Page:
December 11, 2010 in Washington Voices

Fine-tuning the contract

Adjustments being made to ambulance pact
By The Spokesman-Review
 
J. BART RAYNIAK photo

An American Medical Response paramedic unit turns off Sprague Avenue onto MacDonald Road on Sunday
(Full-size photo)

Five months after the new contract between American Medical Response and most Spokane County fire districts took effect things seem to be going well. AMR has been tweaking where it stages ambulances to lower response times, which have been dropping steadily for the most part.

The only hiccup has been rural areas with few ambulance responses, said Spokane Valley Fire Department Deputy Chief Larry Rider, who is administering the contract. AMR is required to meet response times 90 percent of the time. In urban areas AMR must respond in less than 10 minutes for a “code” response with lights and sirens. The times are longer for “no code” responses and locations in rural areas.

As an example, in July there were two calls in the rural area of Zone 6, which is north of the Spokane and Spokane Valley city limits. AMR was late for one of those calls, giving it a 50 percent compliance rate. In that same area in September there were five calls and AMR was late to one, resulting in an 80 percent compliance rate.

“This contract could be in breach because of a small area,” Rider said. “That doesn’t even make sense.”

A contract amendment is in the works that would allow AMR’s run information to be evaluated every quarter instead of monthly so the information is more statistically significant. The response time compliance requirement would drop to 80 percent in rural areas but AMR would still have to meet a 90 percent compliance rate in terms of the total number of calls in the county.

“We’re not going to abandon the very rural people in favor of the urban people,” Rider said. “They can have a small failure in a low volume area from time to time. It gives them a little flexibility. We don’t want them to fail, but we will hold them accountable.”

Spokane Valley Fire commissioners have already approved the change in contract language and other departments and districts are following suit.

The low call volume areas always present a challenge, said AMR general manager Rocco Roncarati. “We’re pushing ambulances further out into those areas,” Roncarati said. “We’ve made some significant improvements.”

A look at the numbers shows the improvement. The urban areas in Zone 3, which is south of the Spokane Valley city limits, had a 46 percent compliance rate for “code” responses in July. That number went up to 56 percent in August and 74 percent in September.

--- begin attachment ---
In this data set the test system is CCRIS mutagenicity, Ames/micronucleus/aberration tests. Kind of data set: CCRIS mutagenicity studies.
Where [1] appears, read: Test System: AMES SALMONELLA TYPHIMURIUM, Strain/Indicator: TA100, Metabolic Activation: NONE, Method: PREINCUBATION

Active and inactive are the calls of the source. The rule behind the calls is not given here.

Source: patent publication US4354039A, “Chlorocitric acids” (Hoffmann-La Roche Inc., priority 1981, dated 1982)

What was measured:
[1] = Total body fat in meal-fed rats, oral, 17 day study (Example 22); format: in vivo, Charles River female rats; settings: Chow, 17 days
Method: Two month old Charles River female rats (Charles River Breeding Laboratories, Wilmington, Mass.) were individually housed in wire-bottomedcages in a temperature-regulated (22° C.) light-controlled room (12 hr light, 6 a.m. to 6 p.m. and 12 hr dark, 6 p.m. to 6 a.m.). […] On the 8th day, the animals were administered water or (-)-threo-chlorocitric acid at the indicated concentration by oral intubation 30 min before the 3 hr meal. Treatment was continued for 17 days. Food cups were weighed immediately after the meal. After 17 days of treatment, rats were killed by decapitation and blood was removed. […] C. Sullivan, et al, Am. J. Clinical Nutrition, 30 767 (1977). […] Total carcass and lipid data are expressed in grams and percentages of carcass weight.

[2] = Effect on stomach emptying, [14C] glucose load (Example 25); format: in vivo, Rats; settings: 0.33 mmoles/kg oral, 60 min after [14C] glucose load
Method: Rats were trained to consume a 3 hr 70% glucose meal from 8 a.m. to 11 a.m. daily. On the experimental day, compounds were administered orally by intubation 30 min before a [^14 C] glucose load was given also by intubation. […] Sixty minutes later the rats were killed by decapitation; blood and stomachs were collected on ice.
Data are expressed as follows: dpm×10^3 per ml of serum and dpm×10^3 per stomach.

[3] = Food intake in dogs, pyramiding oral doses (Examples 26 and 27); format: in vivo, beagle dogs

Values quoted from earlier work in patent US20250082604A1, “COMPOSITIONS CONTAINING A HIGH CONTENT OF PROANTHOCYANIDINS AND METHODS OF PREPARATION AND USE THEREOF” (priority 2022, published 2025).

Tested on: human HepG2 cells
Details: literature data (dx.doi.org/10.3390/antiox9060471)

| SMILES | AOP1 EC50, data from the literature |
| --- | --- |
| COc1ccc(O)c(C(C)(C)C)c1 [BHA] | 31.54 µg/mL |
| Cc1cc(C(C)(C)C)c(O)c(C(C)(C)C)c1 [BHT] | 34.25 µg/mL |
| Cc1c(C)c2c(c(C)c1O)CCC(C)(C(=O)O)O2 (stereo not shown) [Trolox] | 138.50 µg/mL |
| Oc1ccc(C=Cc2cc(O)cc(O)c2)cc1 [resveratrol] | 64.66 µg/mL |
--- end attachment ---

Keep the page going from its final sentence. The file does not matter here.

Rider will still receive information every month from AMR, including an e-mail that lists every call AMR was late on and why. AMR can ask for exceptions so the late calls don’t count against them. If the ambulance arrives more than 10 minutes past the required response time, the patient is not billed.

There were 84 exception requests in November. “The month prior there were significantly fewer of these,” Rider said. “These are all going to be because of snow.”

There were only four requests for exemptions in September and five in October, Roncarati said. “Obviously November created its own challenges.”

Rider decides whether to accept or reject each exception request. “I have the ability to waive that and call that a positive call,” he said. He takes a harder look at calls where AMR was more than 10 minutes late, because if he accepts the exemption request the patient will be billed. “That exemption is much harder to grant,” he said.

An ambulance was nine seconds past the response time limit on a call on Nov. 3 after it was delayed for more than four minutes by a train. Just because an exception request seems like a slam dunk doesn’t mean it will avoid scrutiny, Rider said. “There’s not a given here anywhere,” he said. “Each one will be looked at by its merits. I’m a tough nut.”

Roncarati said AMR is limited in its ability to ask for exemptions. It can’t ask for them for delays caused for traffic and road construction because the assumption is that construction projects would be known and response plans would be adjusted accordingly, Roncarati said.

Overall Roncarati said he thinks the established response times are realistic. “We’re meeting most of those response time requirements now,” he said.

Rider agrees with Roncarati’s assessment. “Their unit hours are going up,” Rider said. “Their responses are getting better. They’re being a good partner.”

While Rider said AMR is being very forthcoming in providing him records every month, he still checks up on them. Every month he selects 50 calls at random and checks whether the response times and other information match what he was given. He also checks billing records and sends postcards to 50 randomly selected AMR customers to ask if there were any billing issues.

“I’ve had two phone calls and both times there was nothing wrong with what had taken place,” Rider said.

Rider said he takes his role as a watchdog seriously and is pleased that people are seeing better service and flat-rate billing. “I work for the citizens,” he said. “Overall it’s a pretty positive experience for the citizens. We’re much better off than a year ago.”

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